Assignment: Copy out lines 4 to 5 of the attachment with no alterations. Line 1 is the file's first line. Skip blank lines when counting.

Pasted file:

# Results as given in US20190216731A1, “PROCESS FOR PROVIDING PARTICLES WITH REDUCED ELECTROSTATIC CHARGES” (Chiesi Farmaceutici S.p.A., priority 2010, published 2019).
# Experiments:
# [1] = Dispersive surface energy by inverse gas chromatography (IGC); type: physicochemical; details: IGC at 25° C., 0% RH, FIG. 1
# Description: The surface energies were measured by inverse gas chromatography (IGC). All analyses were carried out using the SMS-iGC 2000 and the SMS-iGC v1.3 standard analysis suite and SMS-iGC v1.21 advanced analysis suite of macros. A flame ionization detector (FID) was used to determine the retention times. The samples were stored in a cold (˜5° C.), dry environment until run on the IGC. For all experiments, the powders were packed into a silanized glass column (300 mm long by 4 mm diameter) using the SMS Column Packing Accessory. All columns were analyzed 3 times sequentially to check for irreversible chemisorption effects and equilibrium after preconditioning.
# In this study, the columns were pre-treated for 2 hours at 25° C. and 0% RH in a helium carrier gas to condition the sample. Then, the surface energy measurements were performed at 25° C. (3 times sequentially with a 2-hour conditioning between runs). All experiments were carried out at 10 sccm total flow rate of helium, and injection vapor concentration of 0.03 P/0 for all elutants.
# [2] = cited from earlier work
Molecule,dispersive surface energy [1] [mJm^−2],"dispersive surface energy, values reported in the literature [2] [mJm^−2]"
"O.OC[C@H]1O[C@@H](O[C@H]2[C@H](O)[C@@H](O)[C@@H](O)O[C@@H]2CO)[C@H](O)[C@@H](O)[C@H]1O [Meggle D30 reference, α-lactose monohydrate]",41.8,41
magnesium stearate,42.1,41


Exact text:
# Description: The surface energies were measured by inverse gas chromatography (IGC). All analyses were carried out using the SMS-iGC 2000 and the SMS-iGC v1.3 standard analysis suite and SMS-iGC v1.21 advanced analysis suite of macros. A flame ionization detector (FID) was used to determine the retention times. The samples were stored in a cold (˜5° C.), dry environment until run on the IGC. For all experiments, the powders were packed into a silanized glass column (300 mm long by 4 mm diameter) using the SMS Column Packing Accessory. All columns were analyzed 3 times sequentially to check for irreversible chemisorption effects and equilibrium after preconditioning.
# In this study, the columns were pre-treated for 2 hours at 25° C. and 0% RH in a helium carrier gas to condition the sample. Then, the surface energy measurements were performed at 25° C. (3 times sequentially with a 2-hour conditioning between runs). All experiments were carried out at 10 sccm total flow rate of helium, and injection vapor concentration of 0.03 P/0 for all elutants.